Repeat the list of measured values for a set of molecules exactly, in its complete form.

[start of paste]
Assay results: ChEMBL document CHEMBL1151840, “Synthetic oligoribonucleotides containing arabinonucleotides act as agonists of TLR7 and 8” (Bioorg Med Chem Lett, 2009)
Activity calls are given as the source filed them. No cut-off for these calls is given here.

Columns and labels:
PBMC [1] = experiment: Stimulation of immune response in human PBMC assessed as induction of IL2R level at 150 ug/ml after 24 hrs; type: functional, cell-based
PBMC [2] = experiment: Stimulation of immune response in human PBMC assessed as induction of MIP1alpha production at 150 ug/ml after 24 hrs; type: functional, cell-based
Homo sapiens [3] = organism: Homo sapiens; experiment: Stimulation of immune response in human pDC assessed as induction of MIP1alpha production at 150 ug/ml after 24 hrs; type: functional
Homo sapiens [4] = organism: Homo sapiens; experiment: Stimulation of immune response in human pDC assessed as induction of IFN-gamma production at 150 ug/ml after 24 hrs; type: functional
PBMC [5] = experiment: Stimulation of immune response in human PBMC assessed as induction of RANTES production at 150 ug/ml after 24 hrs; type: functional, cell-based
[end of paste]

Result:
Assay results: ChEMBL document CHEMBL1151840, “Synthetic oligoribonucleotides containing arabinonucleotides act as agonists of TLR7 and 8” (Bioorg Med Chem Lett, 2009)
Activity calls are given as the source filed them. No cut-off for these calls is given here.

Columns and labels:
PBMC [1] = experiment: Stimulation of immune response in human PBMC assessed as induction of IL2R level at 150 ug/ml after 24 hrs; type: functional, cell-based
PBMC [2] = experiment: Stimulation of immune response in human PBMC assessed as induction of MIP1alpha production at 150 ug/ml after 24 hrs; type: functional, cell-based
Homo sapiens [3] = organism: Homo sapiens; experiment: Stimulation of immune response in human pDC assessed as induction of MIP1alpha production at 150 ug/ml after 24 hrs; type: functional
Homo sapiens [4] = organism: Homo sapiens; experiment: Stimulation of immune response in human pDC assessed as induction of IFN-gamma production at 150 ug/ml after 24 hrs; type: functional
PBMC [5] = experiment: Stimulation of immune response in human PBMC assessed as induction of RANTES production at 150 ug/ml after 24 hrs; type: functional, cell-based